Release of PSO2 in North America had been anticipated by gamers in the region. When it was announced at Xbox E3 Briefing 2019, audiences became so excited. Using Ultra Disk Storage as the game foundation enabled SEGA to provide this game to the users without letting them down.
Fujimoto evaluated the operation of Azure with the perspective of administrator.
"I had an impression that it is more stable than other cloud services. Even when a failure occurs, it provides us detailed information," says Fujimoto. "It reports the cause of a failure very quickly and with details, which helps those of us who operate the cloud service a lot. Also, we found that Azure has an excellent dashboard. Even when we changed a configuration, it showed us clearly the cost, such as 'How much is the price related to this project?' This kind of usability for administrators should be advertised more by Microsoft salespeople."
"When I first heard the explanation about it," recalls Fujimoto, "I thought that the pricing plans were too complicated and proposed prices were not cheap at all. I began not liking it, and even thought that 'I would never use this service'. However, as I heard more about it, I gradually started to think 'this may be good, after all'."
Fujimoto continues about why his impression was changed.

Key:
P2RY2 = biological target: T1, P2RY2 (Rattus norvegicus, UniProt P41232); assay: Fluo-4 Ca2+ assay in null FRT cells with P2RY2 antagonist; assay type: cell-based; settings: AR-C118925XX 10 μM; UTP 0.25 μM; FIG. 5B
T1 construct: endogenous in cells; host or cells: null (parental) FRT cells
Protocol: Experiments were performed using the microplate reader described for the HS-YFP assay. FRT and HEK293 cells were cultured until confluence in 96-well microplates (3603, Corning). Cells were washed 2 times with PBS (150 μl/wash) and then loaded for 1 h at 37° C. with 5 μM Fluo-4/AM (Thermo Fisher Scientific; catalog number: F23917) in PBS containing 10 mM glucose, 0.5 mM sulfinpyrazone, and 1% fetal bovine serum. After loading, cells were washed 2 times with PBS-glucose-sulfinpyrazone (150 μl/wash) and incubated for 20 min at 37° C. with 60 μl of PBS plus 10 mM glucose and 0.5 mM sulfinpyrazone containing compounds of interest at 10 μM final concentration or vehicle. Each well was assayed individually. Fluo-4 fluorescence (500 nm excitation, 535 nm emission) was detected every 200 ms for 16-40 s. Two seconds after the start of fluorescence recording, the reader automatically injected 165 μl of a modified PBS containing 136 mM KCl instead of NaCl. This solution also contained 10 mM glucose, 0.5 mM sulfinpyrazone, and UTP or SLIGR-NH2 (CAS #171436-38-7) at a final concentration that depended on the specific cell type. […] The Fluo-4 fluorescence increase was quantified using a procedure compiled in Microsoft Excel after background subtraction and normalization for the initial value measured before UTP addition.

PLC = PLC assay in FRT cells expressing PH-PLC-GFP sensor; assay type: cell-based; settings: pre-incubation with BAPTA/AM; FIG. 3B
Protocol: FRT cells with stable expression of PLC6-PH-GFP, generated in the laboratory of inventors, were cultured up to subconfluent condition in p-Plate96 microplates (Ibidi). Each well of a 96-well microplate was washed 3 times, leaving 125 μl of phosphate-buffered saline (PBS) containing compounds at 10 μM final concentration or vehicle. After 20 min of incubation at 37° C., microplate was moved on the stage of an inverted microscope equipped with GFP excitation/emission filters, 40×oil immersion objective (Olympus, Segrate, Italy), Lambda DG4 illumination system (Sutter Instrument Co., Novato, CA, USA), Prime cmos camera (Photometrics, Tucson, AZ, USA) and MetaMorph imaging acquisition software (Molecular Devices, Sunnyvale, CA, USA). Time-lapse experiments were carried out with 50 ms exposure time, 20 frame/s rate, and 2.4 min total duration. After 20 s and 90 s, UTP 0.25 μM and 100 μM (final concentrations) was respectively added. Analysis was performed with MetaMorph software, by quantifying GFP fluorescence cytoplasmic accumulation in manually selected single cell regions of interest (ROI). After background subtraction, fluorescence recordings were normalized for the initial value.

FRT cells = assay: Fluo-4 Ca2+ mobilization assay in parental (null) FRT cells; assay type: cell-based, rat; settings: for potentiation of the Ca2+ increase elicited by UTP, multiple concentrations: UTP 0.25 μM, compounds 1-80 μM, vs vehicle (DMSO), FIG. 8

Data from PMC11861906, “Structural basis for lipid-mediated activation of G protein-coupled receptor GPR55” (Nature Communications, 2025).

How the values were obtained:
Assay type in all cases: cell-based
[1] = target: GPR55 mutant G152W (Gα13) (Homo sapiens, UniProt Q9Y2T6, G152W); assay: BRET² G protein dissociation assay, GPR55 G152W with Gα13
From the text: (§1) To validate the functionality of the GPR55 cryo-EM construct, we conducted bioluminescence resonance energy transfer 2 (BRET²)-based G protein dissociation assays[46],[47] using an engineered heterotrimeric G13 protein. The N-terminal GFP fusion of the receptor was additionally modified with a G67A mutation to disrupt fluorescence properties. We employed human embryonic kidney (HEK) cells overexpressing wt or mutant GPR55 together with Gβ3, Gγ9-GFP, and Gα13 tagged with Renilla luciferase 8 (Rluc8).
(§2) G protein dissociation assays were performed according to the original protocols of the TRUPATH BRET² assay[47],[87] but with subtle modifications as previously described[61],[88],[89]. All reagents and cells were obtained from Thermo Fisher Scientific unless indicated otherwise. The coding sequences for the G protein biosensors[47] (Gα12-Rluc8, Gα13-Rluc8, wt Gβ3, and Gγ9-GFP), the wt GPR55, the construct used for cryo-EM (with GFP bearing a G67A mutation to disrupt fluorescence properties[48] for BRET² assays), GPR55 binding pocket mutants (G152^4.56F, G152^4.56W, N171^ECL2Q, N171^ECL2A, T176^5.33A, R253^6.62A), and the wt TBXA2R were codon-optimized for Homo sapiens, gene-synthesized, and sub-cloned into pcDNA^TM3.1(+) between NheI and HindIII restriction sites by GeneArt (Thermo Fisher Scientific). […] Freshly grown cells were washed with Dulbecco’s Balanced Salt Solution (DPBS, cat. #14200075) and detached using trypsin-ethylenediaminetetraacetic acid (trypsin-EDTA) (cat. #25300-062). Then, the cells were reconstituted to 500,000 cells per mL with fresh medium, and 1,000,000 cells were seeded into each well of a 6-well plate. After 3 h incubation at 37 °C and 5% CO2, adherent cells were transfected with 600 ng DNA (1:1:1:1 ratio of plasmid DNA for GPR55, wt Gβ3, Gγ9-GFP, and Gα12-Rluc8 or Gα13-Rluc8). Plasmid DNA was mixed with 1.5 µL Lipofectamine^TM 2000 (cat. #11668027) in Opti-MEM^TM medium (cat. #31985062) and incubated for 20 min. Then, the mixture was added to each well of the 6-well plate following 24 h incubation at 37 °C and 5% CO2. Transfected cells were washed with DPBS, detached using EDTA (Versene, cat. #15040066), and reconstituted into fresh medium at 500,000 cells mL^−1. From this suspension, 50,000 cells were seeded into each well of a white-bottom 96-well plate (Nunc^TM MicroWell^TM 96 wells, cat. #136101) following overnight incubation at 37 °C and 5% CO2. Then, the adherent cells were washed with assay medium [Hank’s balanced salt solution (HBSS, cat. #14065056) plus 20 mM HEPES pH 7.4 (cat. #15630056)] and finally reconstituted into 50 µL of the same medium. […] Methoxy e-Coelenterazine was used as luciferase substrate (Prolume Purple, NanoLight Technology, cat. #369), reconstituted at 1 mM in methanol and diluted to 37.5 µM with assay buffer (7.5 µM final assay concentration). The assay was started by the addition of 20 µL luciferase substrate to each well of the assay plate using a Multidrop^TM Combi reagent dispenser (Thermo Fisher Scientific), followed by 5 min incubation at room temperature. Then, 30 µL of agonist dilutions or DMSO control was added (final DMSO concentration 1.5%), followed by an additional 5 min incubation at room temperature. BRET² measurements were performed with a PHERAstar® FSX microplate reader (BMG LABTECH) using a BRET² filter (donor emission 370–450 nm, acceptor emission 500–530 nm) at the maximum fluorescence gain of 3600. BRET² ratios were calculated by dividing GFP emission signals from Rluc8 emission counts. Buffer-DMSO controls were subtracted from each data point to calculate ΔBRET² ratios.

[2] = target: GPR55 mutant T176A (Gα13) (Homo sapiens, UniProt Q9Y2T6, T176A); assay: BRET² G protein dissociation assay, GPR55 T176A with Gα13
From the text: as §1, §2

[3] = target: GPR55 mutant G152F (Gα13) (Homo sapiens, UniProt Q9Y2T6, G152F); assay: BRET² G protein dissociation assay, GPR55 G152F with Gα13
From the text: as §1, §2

"The biggest reason was the salespeople," Fujimoto continues. "They often visited us and repeatedly made explanations and proposals. People from Microsoft did not finish their explanation with 'We are sorry, but we have to follow the decisions made by headquarters', and instead responded to our requests flexibly as a provider of enterprise computing products. I started with the worst impression of your service, but ended up introducing it to our product. Isn't that like a romance drama, with marriage as the final episode?"
Achieving global release of PSO2 with Azure as its foundation, continuing to provide new games in future
With success in North America as a start, SEGA continued releasing PSO2 globally. On August 5, 2020, the game started its service in 33 countries and regions including Europe, India and Oceania. As of October 2020, the game is played in about 227 countries and regions around the globe. Their global expansion of the game has been steadily ongoing.
"'Providing the game made in Japan to people around the world' is one of the goals of SEGA," says Fujimoto. "Releasing PSO2 around the globe with Azure as its foundation is a huge success, which will surely boost up our motivation."
In July 2020, a Microsoft online conference called "Xbox Games Showcase" was streamed, and during the streaming, it was revealed that PSO2 will evolve even further.
Endo concludes, "In 2021, we will start Phantasy Star Online 2: New Genesis, which is the updated version of PSO2. It is the newest one in the series with a renewed game system and graphics engine. Of course, we aim to release it in not only Japan and North America, but countries around the world as well. To handle this kind of huge project, I will need to learn more about how to operate Azure."
SEGA became the first company to adopt Ultra Disk Storage in the video game industry and succeeded in releasing widely in the game world. In 2020, the company celebrated its 60th anniversary since its foundation, and it will continue providing innovative content to the world.